A runner’s guide to beating the heat in Charleston 🏃

two people running on trail in woods
Photo by @trailfor2

A walk down King Street in the middle of summer can make you look like you just took a dip in the Atlantic. A run in the Carolina heat is, well, very sweaty to say the least.

The intensity of the weather can make it hard for runners to get their miles in. But if you enjoy running, you shouldn’t have to stop just because of the heat– you just have to learn how to start running smarter.

Read on for 10 tips on how you can beat the heat when going for a run – and resources that can help refresh your drive to keep going.

  1. Heat and humidity have a major effect on our bodies when running.  That’s why you want to acclimate yourself to the heat.  This means reducing your mileage and pace until you’ve acclimated yourself to the heat, then slowly scale back up.  Basically, don’t go for your first 60-minute run on a 100 degree weather day if you’ve never run that far or run in that kind of heat.  Let your body adjust before pushing yourself.
  2. Expect your pace to slow.  Your pace per mile can slow anywhere from 10 seconds to 2 minutes, and that’s totally normal.  Don’t freak out when you see a slower mile time on GPS watch or if you feel like you’ve run for 2 miles when you’ve really only run a half mile.  Change your mindset and run based on effort and feel, instead of pace.
  3. Dress accordingly.  This means light colored and loose fitting clothes, giving your skin plenty of room to breathe.  Avoid cotton and shoot for sweat-wicking material. Wear a hat, sunglasses, and running appropriate socks.
  4. Find shade.  Experiment with different running routes until you’ve found one that provides sufficient shade on those sunny summer days.  
  5. Plan to run during the coolest time of the day.  This may mean waking up a little earlier before work to hit the pavement, but your body will thank you! Heat exhaustion and heat stroke are no joke.  Although the humidity in the evenings can still be pretty high here in Charleston, it’s better than running under the bright sun in the afternoon. If you choose to run early in the morning or late at night, be sure to wear reflective gear.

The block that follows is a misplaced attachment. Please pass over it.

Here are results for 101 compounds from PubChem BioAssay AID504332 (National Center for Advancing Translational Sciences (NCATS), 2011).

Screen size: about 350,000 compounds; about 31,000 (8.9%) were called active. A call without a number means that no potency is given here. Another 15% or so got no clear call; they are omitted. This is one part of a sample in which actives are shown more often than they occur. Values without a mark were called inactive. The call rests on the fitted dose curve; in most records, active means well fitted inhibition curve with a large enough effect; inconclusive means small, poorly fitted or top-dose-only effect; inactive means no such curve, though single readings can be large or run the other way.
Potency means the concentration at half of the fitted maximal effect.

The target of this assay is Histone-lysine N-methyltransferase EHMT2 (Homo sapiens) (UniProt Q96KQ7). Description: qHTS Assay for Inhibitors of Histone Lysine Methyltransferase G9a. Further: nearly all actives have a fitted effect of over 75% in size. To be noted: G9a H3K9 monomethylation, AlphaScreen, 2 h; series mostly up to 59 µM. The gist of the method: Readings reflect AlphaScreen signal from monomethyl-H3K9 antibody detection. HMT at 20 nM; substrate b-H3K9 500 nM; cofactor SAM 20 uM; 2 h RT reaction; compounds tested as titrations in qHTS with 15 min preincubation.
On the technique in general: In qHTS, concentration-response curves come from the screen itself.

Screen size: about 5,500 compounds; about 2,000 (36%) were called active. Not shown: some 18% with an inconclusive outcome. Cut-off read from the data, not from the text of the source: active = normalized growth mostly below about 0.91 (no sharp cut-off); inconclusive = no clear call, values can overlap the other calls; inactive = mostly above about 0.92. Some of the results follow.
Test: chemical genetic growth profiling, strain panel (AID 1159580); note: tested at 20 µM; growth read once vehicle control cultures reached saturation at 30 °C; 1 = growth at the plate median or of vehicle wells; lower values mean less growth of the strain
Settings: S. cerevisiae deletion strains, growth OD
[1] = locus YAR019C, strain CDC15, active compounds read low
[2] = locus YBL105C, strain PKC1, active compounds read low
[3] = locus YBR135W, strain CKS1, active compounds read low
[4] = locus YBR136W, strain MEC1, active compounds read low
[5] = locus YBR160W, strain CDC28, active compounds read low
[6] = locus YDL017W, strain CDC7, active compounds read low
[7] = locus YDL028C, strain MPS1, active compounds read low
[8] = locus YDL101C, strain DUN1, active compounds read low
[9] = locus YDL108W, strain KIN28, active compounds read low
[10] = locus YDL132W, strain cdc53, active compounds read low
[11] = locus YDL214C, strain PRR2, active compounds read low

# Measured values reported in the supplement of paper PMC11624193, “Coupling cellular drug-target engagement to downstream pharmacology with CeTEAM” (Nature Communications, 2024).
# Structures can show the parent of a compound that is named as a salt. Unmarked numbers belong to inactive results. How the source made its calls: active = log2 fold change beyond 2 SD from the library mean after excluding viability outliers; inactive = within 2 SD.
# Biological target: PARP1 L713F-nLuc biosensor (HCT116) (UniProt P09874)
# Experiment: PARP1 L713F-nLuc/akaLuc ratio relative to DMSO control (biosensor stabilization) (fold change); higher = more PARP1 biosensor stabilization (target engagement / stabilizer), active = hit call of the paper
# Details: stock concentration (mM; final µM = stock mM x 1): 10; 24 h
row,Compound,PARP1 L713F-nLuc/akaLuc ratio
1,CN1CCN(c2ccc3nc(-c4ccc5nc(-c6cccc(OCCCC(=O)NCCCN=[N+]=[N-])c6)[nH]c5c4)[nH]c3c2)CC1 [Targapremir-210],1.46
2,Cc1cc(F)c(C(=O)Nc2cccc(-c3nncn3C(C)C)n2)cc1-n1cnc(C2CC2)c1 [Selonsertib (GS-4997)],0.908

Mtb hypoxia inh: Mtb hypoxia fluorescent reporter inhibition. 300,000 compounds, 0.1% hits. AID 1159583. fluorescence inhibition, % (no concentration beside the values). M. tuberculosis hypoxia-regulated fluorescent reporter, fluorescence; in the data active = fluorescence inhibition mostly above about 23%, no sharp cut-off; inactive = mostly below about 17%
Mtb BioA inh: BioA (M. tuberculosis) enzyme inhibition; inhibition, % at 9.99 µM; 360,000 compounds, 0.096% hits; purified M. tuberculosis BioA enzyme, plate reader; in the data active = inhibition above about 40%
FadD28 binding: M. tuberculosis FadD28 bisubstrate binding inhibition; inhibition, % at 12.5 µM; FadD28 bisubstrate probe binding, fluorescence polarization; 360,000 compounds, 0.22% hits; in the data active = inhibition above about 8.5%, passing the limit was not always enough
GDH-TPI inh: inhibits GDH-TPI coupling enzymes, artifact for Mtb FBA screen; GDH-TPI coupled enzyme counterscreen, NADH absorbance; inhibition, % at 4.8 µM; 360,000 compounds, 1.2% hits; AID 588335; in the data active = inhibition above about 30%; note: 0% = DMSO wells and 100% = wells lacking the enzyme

6. Hydrate, hydrate, hydrate.  Drink up before you run, while you run, and after your run.  If you plan to run longer than 45 minutes, consider refueling with an electrolyte-based drink.  You can also carry water with you during your runs using a handheld water bottle or fuel belt.
  7. Wear sunscreen. This is a no-brainer.  Don’t forget about protecting your lips, ears, and the back of your neck.  You may need to reapply if you get extra-sweaty out there.
  8. Stay cool.  There are a lot of different ways to stay cool on the run but some of our favorite methods are: freezing a bandana to wear around our head or neck and carrying a frozen water bottle in our hands (because your hands hold a lot of heat).
  9. Look out for signs of dehydration and heat exhaustion/stroke: If you’re dehydrated you may feel dizzy, fatigued, disoriented, weak, or have dry mouth.  Some warning signs of heat stroke or exhaustion are headache, confusion, nausea, clumsiness, and a core temperature above 104 degrees.  Get checked out by a medical professional if you suspect you are suffering from a heat-related illness. Whatever you do, don’t push through it!
  10. It’s ok to skip your run.  If you need to rearrange your running schedule so that your long run is on a cooler day, go for it.  Running in the heat can be dangerous and your health should always be put first.

Resources that will help you hit the ground running

Though most races have been canceled this season and running groups may look a little different than usual there are still resources to help you train and feel like you’re part of a community.

Don’t want to run alone? Don’t know the best routes? Don’t have the motivation solo? No worries.

Check out a couple of local assets-

Strava or similar running app | Apps, such as Strava, allow you to track your progress, create routes, take on challenges and connect with other runners in your area on your own time and without having to interact face to face.

Fleet Feet Running Club | Free | Weekly “Monday Runday” + Saturday group runs at both the Mount Pleasant (881 Houston Northcutt Blvd) + Summerville (117 E Richardson Ave) Fleet Feet stores.

Charleston Running Club | Check out this page to stay up to date with canceled/rescheduled races + (virtual) social events. Members get perks like discounts to local races + free running clinics.

Nothing beats the beauty of a sunny day in CHS – so don’t let the scorching heat keep you from enjoying it.

And if you really want to hit the ground running, check our roundup of nearby running trails for inspiration on where to begin. Pro tip: pick the trails with the most trees, because, shade = good.


Special thanks to Kara Burdette, a marathoner + owner of Revival Running Coaching, LLC.  in Columbia. This piece was originally published in COLAtoday.


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